As photo sharing app Instagram gets bought by Facebook for $1 billion and acquires over 40 million users, we take a look at how brands are using the platform to engage with consumers.
Images: Tiffany & Co. on Instagram
Photo sharing app Instagram made all the headlines in April after its astounding $1 billion acquisition by social media giant Facebook. The smartphone application, that makes your snaps look like retro Polaroids by applying a digital filter and lets you share with friends, became a top trending topic on Twitter instantly after the news broke on 9 April - showing just how popular Instagram has become.
Since it was launched in October 2010 it has passed 40 million users (according to the ID count on Instagram’s API) so it is no surprise that brands have been quick to associate themselves with the app. Even Barack Obama has joined the network as part of his re-election campaign.
Numbers are expected to keep on growing, especially now that the app is also available on Android and not just restricted to Apple iPhone users. Platforms like Instagram and Pinterest have given brands a new angle on marketing and ad campaigns and a common use of them is to show consumers what’s happening behind the scenes.
General Electric’s account currently has built up a following of 67,000 and shows images like technicians working on the deck of the Evolution series locomotive or a close up of an aviation engine – images that may not necessarily be as visually engaging if they weren’t filtered using Instagram’s digital effects such as lo-fi, tilt-shift or vintage hues.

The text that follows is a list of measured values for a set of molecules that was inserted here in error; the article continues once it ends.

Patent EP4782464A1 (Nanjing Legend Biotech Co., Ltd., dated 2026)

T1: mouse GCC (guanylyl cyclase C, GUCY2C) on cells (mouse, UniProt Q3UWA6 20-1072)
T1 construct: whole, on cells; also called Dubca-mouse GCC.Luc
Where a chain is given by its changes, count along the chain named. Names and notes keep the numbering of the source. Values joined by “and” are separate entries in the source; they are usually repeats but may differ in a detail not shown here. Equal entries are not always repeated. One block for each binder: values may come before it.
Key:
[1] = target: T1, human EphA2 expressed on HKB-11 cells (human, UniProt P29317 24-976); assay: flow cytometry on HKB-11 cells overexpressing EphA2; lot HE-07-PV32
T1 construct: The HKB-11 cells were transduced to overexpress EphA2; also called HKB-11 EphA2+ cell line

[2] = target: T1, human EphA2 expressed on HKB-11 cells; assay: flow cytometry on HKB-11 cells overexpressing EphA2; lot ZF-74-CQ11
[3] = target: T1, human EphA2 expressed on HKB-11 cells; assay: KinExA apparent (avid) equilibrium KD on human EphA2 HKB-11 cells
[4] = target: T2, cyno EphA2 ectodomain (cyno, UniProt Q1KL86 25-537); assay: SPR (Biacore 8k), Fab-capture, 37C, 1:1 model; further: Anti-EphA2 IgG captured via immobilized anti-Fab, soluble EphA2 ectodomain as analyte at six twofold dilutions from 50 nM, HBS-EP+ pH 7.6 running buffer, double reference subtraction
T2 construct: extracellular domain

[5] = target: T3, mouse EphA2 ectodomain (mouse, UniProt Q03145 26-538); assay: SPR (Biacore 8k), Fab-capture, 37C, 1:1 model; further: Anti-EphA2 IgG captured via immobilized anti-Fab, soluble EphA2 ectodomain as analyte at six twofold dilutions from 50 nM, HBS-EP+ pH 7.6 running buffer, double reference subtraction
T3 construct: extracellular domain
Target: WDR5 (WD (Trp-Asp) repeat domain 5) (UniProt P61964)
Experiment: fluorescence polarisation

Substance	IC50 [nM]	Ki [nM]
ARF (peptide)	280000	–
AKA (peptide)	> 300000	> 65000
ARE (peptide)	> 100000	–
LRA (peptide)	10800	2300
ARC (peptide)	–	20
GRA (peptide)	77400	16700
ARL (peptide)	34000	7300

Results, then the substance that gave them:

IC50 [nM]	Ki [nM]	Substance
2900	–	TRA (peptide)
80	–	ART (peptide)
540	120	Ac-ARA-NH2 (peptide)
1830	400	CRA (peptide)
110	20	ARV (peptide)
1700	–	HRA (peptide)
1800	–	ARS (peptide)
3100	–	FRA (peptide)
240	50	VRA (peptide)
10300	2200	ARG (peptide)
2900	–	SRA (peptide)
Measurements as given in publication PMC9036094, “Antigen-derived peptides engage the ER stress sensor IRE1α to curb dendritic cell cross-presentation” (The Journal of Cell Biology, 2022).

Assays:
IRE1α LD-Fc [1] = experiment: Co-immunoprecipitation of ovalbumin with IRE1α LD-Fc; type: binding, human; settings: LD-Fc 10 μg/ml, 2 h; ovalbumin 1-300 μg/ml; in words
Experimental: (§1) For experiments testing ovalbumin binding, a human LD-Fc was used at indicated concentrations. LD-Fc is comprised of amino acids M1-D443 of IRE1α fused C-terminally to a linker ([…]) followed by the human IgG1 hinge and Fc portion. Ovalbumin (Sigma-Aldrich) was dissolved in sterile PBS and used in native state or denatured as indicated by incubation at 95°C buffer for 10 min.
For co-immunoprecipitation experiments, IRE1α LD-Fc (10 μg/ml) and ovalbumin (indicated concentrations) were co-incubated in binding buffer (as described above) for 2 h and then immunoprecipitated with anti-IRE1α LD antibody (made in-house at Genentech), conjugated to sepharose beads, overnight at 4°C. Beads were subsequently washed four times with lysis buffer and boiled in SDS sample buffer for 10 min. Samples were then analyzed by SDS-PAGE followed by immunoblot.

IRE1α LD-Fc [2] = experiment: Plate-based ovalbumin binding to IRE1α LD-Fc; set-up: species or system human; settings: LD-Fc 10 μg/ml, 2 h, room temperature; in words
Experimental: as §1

Earlier this year, the company wrapped up a campaign on the platform to find an “Instagrapher” who was flown to Wales to photograph an aviation facility. Nearly 4,000 Instagram snaps were shared and posted on Facebook where fans voted for finalists.
GE’s Executive Director of Global Digital Marketing, Linda Boff, told Adage: "We love the idea that Instagram lets us share this intersection of science and technology, but doing it from a very visual, artistic point of view. When you're as complicated as GE, how you tell the story and how you bring the company to life is incredibly important."
Denim brand, Levi’s also got aboard the Instagram train and launched a casting call for their next ad campaign which will be unveiled in September 2012. They plan to feature men and women, selected from photos submitted with the #iamlevis hashtag, as models.
Other brands that have made their presence includes jewellery name Tiffany & Co. who have images of their Fifth Avenue flagship store and behind the scenes at a workshop “where Tiffany masterpieces are born”.
Starbucks have an Instagram fanbase of over 410,000 and give followers a behind the scenes glimpse of coffee tasting sessions in the boardroom, bean-roasting machines as well as new logos and product ideas. They also make use of user generated content (there is a lot of it – arty shots of Starbucks coffees are all over social media), even featuring images on their homepage.
Image: Levi's announce casting call for models for their September 2012 ad campaign.
Images: General Electric on Instagram
The visual nature of the platform has given fashion names like Burberry and Gucci a new way to showcase their products both behind the scenes and front of house. Last year, New York department store Berdorf Goodman used Instagram’s API creatively for their “Shoes About Town” campaign. They invited users to chart Manhattan’s “shoe obsession” and snap footwear in a “natural” setting on the island, hashtag it with #BGshoes and enable Instagram’s geotagging facility. These images then appeared on an interactive map.
With Facebook’s acquisition, we are yet to see how Instagram will be integrated into the new Timeline feature, but the possibilities for brands could be ever growing.
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